[0015] The robot calibration system 10 includes a ground 26. For purposes of the subject invention, the ground 26 is defined as any object that makes an electrical connection with the earth 28. Of course, the ground 26 may be the earth 28 itself. For descriptive purposes only, the ground 26 is hereinafter referred to as an electrical ground 26. The electrical ground 26 defines a return for an electrical circuit. The electrical ground 26 is represented in the Figures as an appropriately grounded work table 30, preferably a standard metal work table. The robot 12 is electrically connected to the electrical ground 26 via a robot ground connection 32 as disclosed in the Figures. As appreciated by those skilled in the art, the robot 12 is normally grounded. As such, it is also appreciated that no additional electrical connections are required to ground the robot 12.

[0016] Referring to FIGS. 1 and 3, the robot 12 is a welding robot, specifically a spot weld robot, and the tool surface 16 of the spot weld robot is a spot weld tool including first and second welding tips, not numbered in the Figures. As best disclosed in FIG. 3, each of the welding tips have a normally parallel and coincident contact surface 34 with a normal axis A extending between the contact surfaces 34. The normal axis A indicates alignment of the contact surfaces 34. The spot weld robot includes a spot weld transformer 36. The spot weld transformer 36, using a secondary loop 38, charges the first and second welding tips through electrical outputs 40 of the secondary loop 38. The secondary loop 38 is also electrically connected to the electrical ground 26 through a secondary loop ground connection 42. The spot weld robot having the spot weld tool is the most preferred robot 12 for use with the subject invention. Alternatively, as disclosed in FIG. 2, the robot 12 is a waterjet robot and the tool surface 16 of the waterjet robot is a waterjet tool. Of course the type of robot 12 and the type of tool surface 16 associated with the robot 12 is not intended to vary the scope of the subject invention.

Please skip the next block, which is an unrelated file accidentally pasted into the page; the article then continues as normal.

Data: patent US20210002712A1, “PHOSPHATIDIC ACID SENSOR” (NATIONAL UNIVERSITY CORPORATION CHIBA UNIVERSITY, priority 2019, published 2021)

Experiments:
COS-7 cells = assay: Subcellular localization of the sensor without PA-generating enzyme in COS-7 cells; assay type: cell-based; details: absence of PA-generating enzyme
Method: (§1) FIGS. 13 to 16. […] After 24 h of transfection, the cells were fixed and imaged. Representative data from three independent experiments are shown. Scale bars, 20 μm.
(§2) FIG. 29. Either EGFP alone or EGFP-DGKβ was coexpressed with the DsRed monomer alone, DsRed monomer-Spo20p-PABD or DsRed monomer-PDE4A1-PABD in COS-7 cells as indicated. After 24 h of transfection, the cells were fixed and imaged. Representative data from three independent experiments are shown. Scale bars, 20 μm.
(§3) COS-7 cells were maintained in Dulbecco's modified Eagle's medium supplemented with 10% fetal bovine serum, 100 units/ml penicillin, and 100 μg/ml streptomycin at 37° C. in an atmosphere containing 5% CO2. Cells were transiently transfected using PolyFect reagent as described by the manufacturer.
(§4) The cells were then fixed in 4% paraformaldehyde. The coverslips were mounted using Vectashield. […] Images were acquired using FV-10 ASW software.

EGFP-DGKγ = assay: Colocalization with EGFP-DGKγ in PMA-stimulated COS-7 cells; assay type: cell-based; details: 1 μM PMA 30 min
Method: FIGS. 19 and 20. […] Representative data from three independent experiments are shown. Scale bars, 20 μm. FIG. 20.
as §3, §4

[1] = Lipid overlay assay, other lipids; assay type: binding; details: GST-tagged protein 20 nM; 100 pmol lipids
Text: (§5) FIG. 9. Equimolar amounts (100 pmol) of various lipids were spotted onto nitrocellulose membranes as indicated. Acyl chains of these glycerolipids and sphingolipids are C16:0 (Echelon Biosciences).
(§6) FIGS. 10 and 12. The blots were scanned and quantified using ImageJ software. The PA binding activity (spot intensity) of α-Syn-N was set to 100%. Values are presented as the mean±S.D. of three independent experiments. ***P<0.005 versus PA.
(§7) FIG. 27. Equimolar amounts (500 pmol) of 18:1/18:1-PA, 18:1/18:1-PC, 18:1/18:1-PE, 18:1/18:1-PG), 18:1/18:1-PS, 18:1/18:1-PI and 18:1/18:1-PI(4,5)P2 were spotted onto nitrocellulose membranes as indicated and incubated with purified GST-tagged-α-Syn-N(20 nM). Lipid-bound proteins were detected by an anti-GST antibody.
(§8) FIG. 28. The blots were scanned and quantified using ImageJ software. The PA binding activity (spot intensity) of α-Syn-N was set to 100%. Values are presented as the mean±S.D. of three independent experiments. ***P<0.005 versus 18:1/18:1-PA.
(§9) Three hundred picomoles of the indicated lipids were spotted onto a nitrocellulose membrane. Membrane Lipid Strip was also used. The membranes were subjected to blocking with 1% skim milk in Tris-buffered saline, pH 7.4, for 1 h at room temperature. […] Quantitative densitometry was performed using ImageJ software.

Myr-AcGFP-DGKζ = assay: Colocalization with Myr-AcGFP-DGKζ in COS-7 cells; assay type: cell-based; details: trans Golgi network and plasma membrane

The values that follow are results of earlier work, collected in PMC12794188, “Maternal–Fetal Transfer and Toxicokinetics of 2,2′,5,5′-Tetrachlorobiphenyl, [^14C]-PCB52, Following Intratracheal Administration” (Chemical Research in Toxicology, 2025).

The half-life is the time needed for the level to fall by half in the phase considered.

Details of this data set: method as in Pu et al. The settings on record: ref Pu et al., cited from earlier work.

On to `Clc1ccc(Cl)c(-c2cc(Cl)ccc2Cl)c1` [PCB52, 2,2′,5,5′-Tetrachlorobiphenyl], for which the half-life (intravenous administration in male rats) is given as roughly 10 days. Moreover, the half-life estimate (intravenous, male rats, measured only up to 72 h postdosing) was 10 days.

[0017] The tool surface 16 of the robot arm 14 operates within a robot workspace, not numbered in the Figures. The robot workspace more specifically includes a robot operating workspace 44 and a robot calibration workspace 46 that is distinct from the robot operating workspace 44. The tool surface 16 of the robot arm 14 operates within the robot operating workspace 44 to conduct various operations on at least one workpiece 48. Preferably, the robot 12 operates in combination with an assembly line 50 having more than one workpiece 48 as disclosed in FIG. 1. The assembly line 50 is disposed in the robot operating workspace 44 such that tool surface 16 of the robot arm 14 conducts operations on the workpieces 48 in the robot operating workspace 44. On the other hand, the robot 12 is calibrated in the robot calibration workspace 46. The robot 12 is calibrated by determining a position of the robot 12 relative to a calibration object 52. The calibration object 52 will be described in detail below.

[0018] The robot calibration system 10 also includes an electrical supply 54 and a detection device 56. Both the electrical supply 54 and the detection device 56 are represented schematically in the Figures. The electrical supply 54 defines a source for the electrical circuit. The source provides an electrical charge and a calibration reference voltage to the robot calibration system 10. The calibration reference voltage provided by the source is preferably 24 volts. However, the source may provide other voltages as the calibration reference voltage without varying the scope of the subject invention. More specifically, an electrical input lead 58, connected between the electrical supply 54 and the calibration object 52, provides the electrical charge and the calibration reference voltage. The electrical input lead 58 will be described further below. In the preferred embodiment of the subject invention, a robot controller 60, disclosed schematically in the Figures, operates to control motion of the robot 12. The robot controller 60 also operates as the electrical supply 54. As such, the robot controller 60 defines the source for the electrical circuit and provides the electrical charge and the calibration reference voltage to the robot calibration system 10, specifically to the calibration object 52. It is to be understood that any I/O interface device associated with the robot controller 60, such as the I/O interface device 62 schematically represented in the Figures, is suitable for providing the electrical charge and the calibration reference voltage to the robot calibration system 10. As with the robot 12, the electrical supply 54, preferably the I/O interface device 62, is also electrically connected to the electrical ground 26. The subject invention preferably incorporates an interface device ground connection 64 for electrically connecting the I/O interface device 62 to the electrical ground 26. It is not required that the robot controller 60 operate as the electrical supply 54. Instead, other electrical devices external to the robot controller 60 can operate as the electrical supply 54 so long as such devices are suitable for providing the electrical charge and the calibration reference voltage to the calibration object 52.